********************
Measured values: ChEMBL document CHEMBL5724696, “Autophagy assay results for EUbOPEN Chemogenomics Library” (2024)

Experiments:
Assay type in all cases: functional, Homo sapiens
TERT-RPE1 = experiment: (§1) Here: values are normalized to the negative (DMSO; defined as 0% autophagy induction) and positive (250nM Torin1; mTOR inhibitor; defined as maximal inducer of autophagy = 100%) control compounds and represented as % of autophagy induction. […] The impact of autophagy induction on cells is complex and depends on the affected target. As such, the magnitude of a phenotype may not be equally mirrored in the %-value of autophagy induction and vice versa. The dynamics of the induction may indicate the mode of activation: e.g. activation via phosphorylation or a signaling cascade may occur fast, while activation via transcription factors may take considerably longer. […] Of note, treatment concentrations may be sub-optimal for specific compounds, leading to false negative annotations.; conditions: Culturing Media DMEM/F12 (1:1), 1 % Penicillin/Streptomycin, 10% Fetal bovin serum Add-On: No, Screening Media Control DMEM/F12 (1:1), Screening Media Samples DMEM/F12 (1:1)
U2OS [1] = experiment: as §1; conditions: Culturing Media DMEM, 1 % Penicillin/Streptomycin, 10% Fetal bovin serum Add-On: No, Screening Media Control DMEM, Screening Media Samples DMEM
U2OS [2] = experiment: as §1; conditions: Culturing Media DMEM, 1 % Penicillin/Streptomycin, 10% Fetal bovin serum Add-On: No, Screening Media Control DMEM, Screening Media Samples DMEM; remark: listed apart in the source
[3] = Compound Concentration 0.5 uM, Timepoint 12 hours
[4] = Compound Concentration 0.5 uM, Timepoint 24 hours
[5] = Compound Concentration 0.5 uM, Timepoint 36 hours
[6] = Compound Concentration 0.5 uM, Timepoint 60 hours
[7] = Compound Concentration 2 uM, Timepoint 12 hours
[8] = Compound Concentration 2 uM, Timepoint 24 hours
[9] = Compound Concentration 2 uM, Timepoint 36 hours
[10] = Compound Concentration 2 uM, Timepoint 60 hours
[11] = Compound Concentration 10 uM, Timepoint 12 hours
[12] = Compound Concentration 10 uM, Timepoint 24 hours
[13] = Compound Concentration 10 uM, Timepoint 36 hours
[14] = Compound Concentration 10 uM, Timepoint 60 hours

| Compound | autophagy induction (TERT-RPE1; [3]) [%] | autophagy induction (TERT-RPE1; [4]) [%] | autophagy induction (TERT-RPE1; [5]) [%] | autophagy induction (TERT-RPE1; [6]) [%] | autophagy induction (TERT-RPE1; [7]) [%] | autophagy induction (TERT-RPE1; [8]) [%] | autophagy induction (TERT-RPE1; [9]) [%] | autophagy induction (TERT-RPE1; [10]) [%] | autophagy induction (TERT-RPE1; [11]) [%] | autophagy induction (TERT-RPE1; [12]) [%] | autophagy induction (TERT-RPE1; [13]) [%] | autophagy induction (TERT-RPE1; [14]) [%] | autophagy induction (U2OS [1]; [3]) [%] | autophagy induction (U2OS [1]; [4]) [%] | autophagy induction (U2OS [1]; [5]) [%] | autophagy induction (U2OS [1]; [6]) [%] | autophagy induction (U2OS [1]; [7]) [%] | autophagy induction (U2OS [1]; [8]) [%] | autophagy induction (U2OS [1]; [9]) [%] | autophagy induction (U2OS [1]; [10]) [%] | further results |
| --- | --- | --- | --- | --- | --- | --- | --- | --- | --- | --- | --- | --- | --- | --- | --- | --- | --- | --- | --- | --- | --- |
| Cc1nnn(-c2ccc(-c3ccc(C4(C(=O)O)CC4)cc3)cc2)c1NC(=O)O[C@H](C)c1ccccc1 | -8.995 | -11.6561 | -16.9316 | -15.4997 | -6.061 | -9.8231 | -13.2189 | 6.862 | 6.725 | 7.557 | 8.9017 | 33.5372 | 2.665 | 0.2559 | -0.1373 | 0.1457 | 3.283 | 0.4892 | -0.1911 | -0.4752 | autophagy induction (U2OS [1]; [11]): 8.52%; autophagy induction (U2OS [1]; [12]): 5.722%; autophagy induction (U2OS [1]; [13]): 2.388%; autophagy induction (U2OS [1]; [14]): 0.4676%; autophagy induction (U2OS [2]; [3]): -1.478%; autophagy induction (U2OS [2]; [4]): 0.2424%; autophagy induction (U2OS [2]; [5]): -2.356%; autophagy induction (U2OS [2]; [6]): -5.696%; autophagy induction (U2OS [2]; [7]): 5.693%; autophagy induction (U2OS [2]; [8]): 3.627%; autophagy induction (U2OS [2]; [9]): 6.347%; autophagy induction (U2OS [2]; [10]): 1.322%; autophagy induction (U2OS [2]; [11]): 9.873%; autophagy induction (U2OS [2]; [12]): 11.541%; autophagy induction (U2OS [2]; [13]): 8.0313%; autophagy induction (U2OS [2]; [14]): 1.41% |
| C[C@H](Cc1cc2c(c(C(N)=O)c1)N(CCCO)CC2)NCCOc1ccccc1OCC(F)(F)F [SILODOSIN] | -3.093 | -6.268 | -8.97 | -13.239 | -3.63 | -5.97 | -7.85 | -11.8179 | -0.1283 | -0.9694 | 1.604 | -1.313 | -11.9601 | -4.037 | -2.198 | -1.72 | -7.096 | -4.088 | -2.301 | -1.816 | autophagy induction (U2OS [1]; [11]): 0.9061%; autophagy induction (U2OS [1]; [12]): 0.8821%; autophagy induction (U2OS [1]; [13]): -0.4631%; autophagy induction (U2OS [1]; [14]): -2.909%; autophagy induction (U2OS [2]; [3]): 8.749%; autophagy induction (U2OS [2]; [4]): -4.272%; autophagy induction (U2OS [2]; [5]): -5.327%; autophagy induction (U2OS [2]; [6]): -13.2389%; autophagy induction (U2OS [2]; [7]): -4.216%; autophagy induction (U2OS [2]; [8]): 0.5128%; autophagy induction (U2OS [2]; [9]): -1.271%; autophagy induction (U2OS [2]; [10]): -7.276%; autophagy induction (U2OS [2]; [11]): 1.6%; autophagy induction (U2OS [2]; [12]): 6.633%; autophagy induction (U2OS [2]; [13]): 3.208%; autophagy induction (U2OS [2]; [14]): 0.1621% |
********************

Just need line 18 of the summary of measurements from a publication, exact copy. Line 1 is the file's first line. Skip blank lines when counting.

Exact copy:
[14] = Compound Concentration 10 uM, Timepoint 60 hours